Teaching young people how to think — and thrive — in a computational world
Computer technology has fundamentally changed how we live and work. Can it change the way we think?
In a new report, the independent nonprofit Digital Promise advances the argument that computational thinking is not only central to computer science but also is widely applicable throughout the education sector and the workforce.
Computational thinking is “a skill set for solving problems, a way to learn topics in any discipline and a necessity for fully participating in a computational world,” according to the report, “Computational Thinking for a Computational World.” Computational thinking, however, is not humans thinking like a computer. “In fact, it’s just the opposite. Computational thinking is a uniquely human ability.”
Because computers, smartphones, smart systems and other technologies are woven into nearly every aspect of our lives, “it is imperative that we educate young people and working adults to thrive in a computational world” as the technology advances, the Digital Promise authors contends in the report.
“Educators can and should engage with computational thinking in their classrooms today and this [report] provides some points of entry,” said Karen Cator, president and CEO of Digital Promise, which was authorized by Congress in 2008 to spur innovation in education and improve learning opportunities for all Americans.
According to the report, computational thinking skills are versatile approaches to problem solving that include:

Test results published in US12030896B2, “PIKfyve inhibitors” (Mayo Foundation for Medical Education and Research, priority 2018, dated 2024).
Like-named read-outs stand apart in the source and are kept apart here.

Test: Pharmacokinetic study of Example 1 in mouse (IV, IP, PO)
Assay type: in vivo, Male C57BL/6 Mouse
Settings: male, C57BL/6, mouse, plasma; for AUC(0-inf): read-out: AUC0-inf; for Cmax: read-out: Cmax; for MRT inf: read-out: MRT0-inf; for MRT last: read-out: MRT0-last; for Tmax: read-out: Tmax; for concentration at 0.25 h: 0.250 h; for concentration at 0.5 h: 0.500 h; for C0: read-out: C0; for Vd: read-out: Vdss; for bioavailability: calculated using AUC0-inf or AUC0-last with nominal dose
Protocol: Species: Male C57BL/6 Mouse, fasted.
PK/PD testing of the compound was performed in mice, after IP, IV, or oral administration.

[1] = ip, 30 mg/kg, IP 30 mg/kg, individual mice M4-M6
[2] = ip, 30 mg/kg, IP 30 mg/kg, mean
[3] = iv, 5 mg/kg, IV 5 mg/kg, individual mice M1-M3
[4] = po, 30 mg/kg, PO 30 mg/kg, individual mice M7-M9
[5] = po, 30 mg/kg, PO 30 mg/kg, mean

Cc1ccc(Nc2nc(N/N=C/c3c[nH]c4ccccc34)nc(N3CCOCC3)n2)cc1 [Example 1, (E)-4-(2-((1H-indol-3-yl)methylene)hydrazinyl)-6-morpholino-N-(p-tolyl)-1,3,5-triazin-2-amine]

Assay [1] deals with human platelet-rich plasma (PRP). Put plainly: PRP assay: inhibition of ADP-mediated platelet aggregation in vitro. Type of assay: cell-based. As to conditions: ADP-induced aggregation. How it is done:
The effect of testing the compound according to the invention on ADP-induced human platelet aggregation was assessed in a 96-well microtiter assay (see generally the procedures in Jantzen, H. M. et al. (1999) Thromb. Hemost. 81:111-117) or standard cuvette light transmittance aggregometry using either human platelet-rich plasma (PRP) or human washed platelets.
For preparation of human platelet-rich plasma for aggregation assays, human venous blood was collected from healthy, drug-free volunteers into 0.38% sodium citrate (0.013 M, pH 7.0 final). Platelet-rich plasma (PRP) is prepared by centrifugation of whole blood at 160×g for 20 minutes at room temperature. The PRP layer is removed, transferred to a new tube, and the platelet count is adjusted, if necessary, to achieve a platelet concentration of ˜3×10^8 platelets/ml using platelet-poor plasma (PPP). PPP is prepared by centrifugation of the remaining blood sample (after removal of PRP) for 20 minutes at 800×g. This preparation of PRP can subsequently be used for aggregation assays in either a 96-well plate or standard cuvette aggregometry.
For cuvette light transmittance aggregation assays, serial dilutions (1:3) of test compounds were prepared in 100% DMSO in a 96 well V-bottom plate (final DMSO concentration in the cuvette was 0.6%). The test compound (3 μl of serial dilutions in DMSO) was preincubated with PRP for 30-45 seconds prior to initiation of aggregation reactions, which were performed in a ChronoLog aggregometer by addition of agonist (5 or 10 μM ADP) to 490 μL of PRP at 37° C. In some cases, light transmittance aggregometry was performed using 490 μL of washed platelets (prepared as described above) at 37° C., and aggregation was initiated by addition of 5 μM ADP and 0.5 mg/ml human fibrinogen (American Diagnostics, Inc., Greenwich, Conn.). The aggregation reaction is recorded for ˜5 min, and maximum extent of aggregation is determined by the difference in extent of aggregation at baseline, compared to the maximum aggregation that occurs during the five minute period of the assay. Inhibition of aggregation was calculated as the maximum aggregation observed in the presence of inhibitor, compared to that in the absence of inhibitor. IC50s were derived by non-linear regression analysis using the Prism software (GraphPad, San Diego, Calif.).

- Gathering and organizing data to investigate questions and communicate findings.
- Expressing procedures as algorithms — or a series of logical, precise, repeatable steps that delivers an expected result — to reliably create and analyze processes.
- Creating computational models that use data and algorithms to simulate complex systems.
- Using and comparing computational models to develop new insights about a subject.
“The implications of computational thinking stand to impact learning across ages and disciplines in K-12 education,” said Colin Angevine, Digital Promise’s maker learning coach, in a blog post.
“Advocating for computational thinking throughout the K-12 curriculum does not replace or compete with efforts to expand computer science education. On the contrary, it complements them,” he said. “Where computer science is not yet offered, integrating computational thinking into existing disciplines can empower educators and students to better understand and participate in a computational world.”
Moreover, he said, “schools already teaching coding and computer science will benefit from weaving computational thinking across disciplines in order to enrich and amplify lessons that are beyond the reaches of computer science classes.”